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Showing posts from August, 2014

Pirè and Valentini reply to Oberon

by Linda Theil I received this email today from deposed Memoria di Shakespeare editors, Luciana  Pirè  and Maria Valentini: Dear Ms Theil, thank you for your concern. We will not be appearing as editors of the tenth issue of Memoria di Shakespeare ; the Editorial Board has decided on a particular line and rather than having been replaced we have chosen to step down from the editorship of this particular issue. We must however add that all papers had been only temporarily accepted rather than definitively and were due to be read by the Board as a whole and then go through peer review. We believe there is not much more we can add. Yours sincerely,  Luciana Pirè and Maria Valentini I asked the two Italian scholars for their response to the new Memoria di Shakespeare editor, Gary Taylor's having accused them both of " . . . a breach of faith . . ." in choosing Shakespeare-authorship researcher Richard Waugaman, MD, for a place in the tenth edition of Memoria -- an

Gary Taylor sez Waugaman is as unconvincing as holocaust deniers

by Linda Theil Early modern literary scholar Gary Taylor, PhD , told Shakespeare authorship researcher Richard Waugaman, MD that he finds Waugaman's arguments unconvincing. In an August 19, 2014 email to Waugaman, Taylor said: " I simply find your reasoning, and your evidence, as unconvincing as those of Holocaust deniers, and other conspiracy theorists." Waugaman told this Oberon reporter: I’m delighted that a prominent Stratfordian has taken dead aim at us and has then shot himself in the foot. There’s now no doubt that for diehard Stratfordians like Gary Taylor, academic freedom means the freedom for them to silence dissent. We will no longer tolerate this. Waugaman's article "The Psychology of Shakespeare Biography: An Update" had been accepted in January 2014 by the editors of the 2015 edition of the English and Italian journal Memoria di Shakespeare: a Journal of Shakespearean Studies , an edition that would be dedicated to the topic of Shakesp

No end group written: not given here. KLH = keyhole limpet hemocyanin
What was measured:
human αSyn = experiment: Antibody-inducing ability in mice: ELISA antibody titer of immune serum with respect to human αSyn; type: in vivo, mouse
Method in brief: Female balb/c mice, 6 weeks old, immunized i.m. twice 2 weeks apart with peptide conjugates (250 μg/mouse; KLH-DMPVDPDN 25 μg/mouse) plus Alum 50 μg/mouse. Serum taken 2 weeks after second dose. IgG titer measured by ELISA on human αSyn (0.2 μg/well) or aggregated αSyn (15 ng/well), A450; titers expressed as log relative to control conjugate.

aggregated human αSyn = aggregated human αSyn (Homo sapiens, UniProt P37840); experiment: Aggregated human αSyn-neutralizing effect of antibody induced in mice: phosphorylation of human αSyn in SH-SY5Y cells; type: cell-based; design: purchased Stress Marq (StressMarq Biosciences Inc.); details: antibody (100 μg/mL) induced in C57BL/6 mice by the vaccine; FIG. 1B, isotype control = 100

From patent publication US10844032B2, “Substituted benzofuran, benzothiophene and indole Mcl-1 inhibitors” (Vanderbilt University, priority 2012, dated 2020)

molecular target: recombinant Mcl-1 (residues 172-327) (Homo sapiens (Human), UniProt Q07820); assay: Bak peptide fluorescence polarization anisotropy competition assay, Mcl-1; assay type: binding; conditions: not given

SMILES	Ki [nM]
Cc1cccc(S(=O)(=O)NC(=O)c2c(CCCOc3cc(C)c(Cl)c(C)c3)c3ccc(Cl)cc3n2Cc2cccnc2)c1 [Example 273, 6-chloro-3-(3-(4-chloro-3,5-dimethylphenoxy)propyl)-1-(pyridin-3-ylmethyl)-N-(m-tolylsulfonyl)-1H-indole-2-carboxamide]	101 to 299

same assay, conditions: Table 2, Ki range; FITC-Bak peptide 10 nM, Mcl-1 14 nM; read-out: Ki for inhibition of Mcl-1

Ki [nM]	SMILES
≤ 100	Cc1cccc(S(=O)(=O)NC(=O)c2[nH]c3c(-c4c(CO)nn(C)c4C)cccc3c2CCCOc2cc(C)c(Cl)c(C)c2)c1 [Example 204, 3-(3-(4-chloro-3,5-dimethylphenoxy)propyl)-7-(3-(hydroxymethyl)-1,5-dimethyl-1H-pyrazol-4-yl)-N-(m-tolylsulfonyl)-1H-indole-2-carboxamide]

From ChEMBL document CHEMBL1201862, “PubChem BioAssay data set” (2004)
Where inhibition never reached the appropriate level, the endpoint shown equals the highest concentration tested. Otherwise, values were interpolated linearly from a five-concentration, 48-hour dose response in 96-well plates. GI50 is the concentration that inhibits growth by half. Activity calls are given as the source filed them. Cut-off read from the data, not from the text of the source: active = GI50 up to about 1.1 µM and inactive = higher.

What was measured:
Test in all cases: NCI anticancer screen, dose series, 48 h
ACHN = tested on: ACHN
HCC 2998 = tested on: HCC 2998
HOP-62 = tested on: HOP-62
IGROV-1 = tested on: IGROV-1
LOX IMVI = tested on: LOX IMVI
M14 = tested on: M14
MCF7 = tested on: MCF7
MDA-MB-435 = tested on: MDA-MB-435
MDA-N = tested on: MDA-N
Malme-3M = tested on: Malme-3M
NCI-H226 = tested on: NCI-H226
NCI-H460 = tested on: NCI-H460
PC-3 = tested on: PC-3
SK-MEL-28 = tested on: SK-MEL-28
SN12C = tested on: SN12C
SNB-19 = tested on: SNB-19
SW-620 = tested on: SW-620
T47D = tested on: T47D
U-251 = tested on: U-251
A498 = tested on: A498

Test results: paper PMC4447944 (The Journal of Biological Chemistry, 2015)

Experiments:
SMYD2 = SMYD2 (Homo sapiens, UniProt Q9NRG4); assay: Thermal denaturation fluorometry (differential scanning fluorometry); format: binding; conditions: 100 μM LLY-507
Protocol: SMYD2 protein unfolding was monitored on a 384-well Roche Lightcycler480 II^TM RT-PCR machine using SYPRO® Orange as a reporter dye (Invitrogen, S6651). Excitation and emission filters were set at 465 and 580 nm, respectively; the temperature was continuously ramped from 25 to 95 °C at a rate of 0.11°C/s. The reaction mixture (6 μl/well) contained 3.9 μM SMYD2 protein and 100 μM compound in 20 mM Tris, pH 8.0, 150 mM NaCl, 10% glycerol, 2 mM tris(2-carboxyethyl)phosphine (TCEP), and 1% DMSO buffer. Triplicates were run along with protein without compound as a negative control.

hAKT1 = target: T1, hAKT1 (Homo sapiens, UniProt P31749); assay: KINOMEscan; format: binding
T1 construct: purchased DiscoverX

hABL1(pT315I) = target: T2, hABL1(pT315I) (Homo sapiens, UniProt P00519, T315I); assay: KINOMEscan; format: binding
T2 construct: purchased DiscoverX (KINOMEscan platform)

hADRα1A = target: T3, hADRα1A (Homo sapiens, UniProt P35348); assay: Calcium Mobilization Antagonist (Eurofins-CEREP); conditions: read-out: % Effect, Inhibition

Show me the data!

We Shakespeare lovers would be better served if supporters of the status quo would attempt to eliminate a distorting Stratfordian lens from their view of all things Shakespeare. Too often, information is presented as if the Stratfordian view were confirmed, when the truth is much more complex and much more interesting. The Folger Shakespeare Library recently published on their webpage a promo of a talk on heraldry titled "Shakespeare's Coat of Arms . . . " by Kathryn Will. They said: "In 1596, Shakespeare secured a coat of arms for his father, thus earning himself the title "gentleman." But the herald who granted the coat faced attacks from his own colleagues for elevating a mere playwright to gentle status. How did Shakespeare, early modern heraldry officials, and their contemporaries view the relationship between heraldry and gentility? And have heraldry's meanings changed over the past few centuries?   In this talk, scholar Kathryn Will e